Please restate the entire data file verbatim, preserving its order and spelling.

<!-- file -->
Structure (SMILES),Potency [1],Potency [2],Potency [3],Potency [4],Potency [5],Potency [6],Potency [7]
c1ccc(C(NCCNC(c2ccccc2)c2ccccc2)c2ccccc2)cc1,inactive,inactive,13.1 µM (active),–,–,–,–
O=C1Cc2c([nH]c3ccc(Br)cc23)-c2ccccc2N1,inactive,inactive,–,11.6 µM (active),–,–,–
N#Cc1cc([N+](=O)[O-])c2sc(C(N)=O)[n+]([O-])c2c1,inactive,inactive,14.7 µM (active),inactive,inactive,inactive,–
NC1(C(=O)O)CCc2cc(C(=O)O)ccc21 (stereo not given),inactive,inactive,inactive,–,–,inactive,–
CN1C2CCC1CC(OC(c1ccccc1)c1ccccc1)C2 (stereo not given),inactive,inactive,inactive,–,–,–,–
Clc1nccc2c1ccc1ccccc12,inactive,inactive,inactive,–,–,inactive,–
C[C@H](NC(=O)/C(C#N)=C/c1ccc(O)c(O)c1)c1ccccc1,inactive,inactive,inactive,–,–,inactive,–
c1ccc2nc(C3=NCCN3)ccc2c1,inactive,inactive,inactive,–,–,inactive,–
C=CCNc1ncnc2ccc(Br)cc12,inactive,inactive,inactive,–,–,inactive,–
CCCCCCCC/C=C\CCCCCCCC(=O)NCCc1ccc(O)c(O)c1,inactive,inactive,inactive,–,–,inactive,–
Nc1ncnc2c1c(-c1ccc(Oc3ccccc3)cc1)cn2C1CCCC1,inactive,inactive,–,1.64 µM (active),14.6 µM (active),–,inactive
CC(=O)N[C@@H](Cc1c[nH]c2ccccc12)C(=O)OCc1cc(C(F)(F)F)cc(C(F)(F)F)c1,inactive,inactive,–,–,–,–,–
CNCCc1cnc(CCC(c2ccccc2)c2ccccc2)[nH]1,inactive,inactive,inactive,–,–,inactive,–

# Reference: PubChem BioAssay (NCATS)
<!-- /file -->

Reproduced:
Structure (SMILES),Potency [1],Potency [2],Potency [3],Potency [4],Potency [5],Potency [6],Potency [7]
c1ccc(C(NCCNC(c2ccccc2)c2ccccc2)c2ccccc2)cc1,inactive,inactive,13.1 µM (active),–,–,–,–
O=C1Cc2c([nH]c3ccc(Br)cc23)-c2ccccc2N1,inactive,inactive,–,11.6 µM (active),–,–,–
N#Cc1cc([N+](=O)[O-])c2sc(C(N)=O)[n+]([O-])c2c1,inactive,inactive,14.7 µM (active),inactive,inactive,inactive,–
NC1(C(=O)O)CCc2cc(C(=O)O)ccc21 (stereo not given),inactive,inactive,inactive,–,–,inactive,–
CN1C2CCC1CC(OC(c1ccccc1)c1ccccc1)C2 (stereo not given),inactive,inactive,inactive,–,–,–,–
Clc1nccc2c1ccc1ccccc12,inactive,inactive,inactive,–,–,inactive,–
C[C@H](NC(=O)/C(C#N)=C/c1ccc(O)c(O)c1)c1ccccc1,inactive,inactive,inactive,–,–,inactive,–
c1ccc2nc(C3=NCCN3)ccc2c1,inactive,inactive,inactive,–,–,inactive,–
C=CCNc1ncnc2ccc(Br)cc12,inactive,inactive,inactive,–,–,inactive,–
CCCCCCCC/C=C\CCCCCCCC(=O)NCCc1ccc(O)c(O)c1,inactive,inactive,inactive,–,–,inactive,–
Nc1ncnc2c1c(-c1ccc(Oc3ccccc3)cc1)cn2C1CCCC1,inactive,inactive,–,1.64 µM (active),14.6 µM (active),–,inactive
CC(=O)N[C@@H](Cc1c[nH]c2ccccc12)C(=O)OCc1cc(C(F)(F)F)cc(C(F)(F)F)c1,inactive,inactive,–,–,–,–,–
CNCCc1cnc(CCC(c2ccccc2)c2ccccc2)[nH]1,inactive,inactive,inactive,–,–,inactive,–

# Reference: PubChem BioAssay (NCATS)